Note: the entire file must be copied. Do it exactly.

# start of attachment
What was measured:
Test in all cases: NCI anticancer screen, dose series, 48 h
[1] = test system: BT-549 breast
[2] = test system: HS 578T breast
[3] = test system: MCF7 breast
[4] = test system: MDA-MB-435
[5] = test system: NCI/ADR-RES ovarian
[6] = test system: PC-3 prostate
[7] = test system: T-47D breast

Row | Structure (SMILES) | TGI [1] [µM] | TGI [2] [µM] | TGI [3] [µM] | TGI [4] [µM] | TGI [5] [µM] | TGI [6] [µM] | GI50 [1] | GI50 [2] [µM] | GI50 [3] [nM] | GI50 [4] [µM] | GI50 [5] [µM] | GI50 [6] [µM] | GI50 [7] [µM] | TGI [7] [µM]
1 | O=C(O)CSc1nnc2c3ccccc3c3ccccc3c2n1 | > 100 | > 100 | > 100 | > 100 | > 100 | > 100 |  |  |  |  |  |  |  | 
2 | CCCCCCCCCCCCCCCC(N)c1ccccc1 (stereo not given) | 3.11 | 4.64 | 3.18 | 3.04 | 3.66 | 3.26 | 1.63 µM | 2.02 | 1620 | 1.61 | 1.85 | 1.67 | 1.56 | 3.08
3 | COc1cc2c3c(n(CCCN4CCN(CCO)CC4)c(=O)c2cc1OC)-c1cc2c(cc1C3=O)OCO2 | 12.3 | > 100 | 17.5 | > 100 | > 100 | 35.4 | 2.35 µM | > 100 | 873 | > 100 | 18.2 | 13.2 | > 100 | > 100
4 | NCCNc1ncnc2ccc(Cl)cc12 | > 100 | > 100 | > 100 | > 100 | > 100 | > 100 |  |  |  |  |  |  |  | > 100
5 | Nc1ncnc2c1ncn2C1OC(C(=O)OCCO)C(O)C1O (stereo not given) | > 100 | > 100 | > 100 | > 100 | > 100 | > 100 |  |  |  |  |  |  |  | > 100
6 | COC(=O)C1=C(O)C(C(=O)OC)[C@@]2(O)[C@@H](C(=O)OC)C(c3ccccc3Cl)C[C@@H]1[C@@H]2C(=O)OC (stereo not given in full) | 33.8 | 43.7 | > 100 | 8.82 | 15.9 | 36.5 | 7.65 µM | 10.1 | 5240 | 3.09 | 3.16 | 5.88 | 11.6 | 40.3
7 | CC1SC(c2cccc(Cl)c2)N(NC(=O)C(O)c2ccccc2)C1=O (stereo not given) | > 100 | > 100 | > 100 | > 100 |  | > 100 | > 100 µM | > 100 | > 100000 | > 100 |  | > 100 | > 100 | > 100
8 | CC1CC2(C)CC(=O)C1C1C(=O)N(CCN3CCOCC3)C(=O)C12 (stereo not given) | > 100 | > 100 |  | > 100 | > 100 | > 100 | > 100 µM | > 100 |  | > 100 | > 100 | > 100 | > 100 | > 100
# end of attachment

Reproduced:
What was measured:
Test in all cases: NCI anticancer screen, dose series, 48 h
[1] = test system: BT-549 breast
[2] = test system: HS 578T breast
[3] = test system: MCF7 breast
[4] = test system: MDA-MB-435
[5] = test system: NCI/ADR-RES ovarian
[6] = test system: PC-3 prostate
[7] = test system: T-47D breast

Row | Structure (SMILES) | TGI [1] [µM] | TGI [2] [µM] | TGI [3] [µM] | TGI [4] [µM] | TGI [5] [µM] | TGI [6] [µM] | GI50 [1] | GI50 [2] [µM] | GI50 [3] [nM] | GI50 [4] [µM] | GI50 [5] [µM] | GI50 [6] [µM] | GI50 [7] [µM] | TGI [7] [µM]
1 | O=C(O)CSc1nnc2c3ccccc3c3ccccc3c2n1 | > 100 | > 100 | > 100 | > 100 | > 100 | > 100 |  |  |  |  |  |  |  | 
2 | CCCCCCCCCCCCCCCC(N)c1ccccc1 (stereo not given) | 3.11 | 4.64 | 3.18 | 3.04 | 3.66 | 3.26 | 1.63 µM | 2.02 | 1620 | 1.61 | 1.85 | 1.67 | 1.56 | 3.08
3 | COc1cc2c3c(n(CCCN4CCN(CCO)CC4)c(=O)c2cc1OC)-c1cc2c(cc1C3=O)OCO2 | 12.3 | > 100 | 17.5 | > 100 | > 100 | 35.4 | 2.35 µM | > 100 | 873 | > 100 | 18.2 | 13.2 | > 100 | > 100
4 | NCCNc1ncnc2ccc(Cl)cc12 | > 100 | > 100 | > 100 | > 100 | > 100 | > 100 |  |  |  |  |  |  |  | > 100
5 | Nc1ncnc2c1ncn2C1OC(C(=O)OCCO)C(O)C1O (stereo not given) | > 100 | > 100 | > 100 | > 100 | > 100 | > 100 |  |  |  |  |  |  |  | > 100
6 | COC(=O)C1=C(O)C(C(=O)OC)[C@@]2(O)[C@@H](C(=O)OC)C(c3ccccc3Cl)C[C@@H]1[C@@H]2C(=O)OC (stereo not given in full) | 33.8 | 43.7 | > 100 | 8.82 | 15.9 | 36.5 | 7.65 µM | 10.1 | 5240 | 3.09 | 3.16 | 5.88 | 11.6 | 40.3
7 | CC1SC(c2cccc(Cl)c2)N(NC(=O)C(O)c2ccccc2)C1=O (stereo not given) | > 100 | > 100 | > 100 | > 100 |  | > 100 | > 100 µM | > 100 | > 100000 | > 100 |  | > 100 | > 100 | > 100
8 | CC1CC2(C)CC(=O)C1C1C(=O)N(CCN3CCOCC3)C(=O)C12 (stereo not given) | > 100 | > 100 |  | > 100 | > 100 | > 100 | > 100 µM | > 100 |  | > 100 | > 100 | > 100 | > 100 | > 100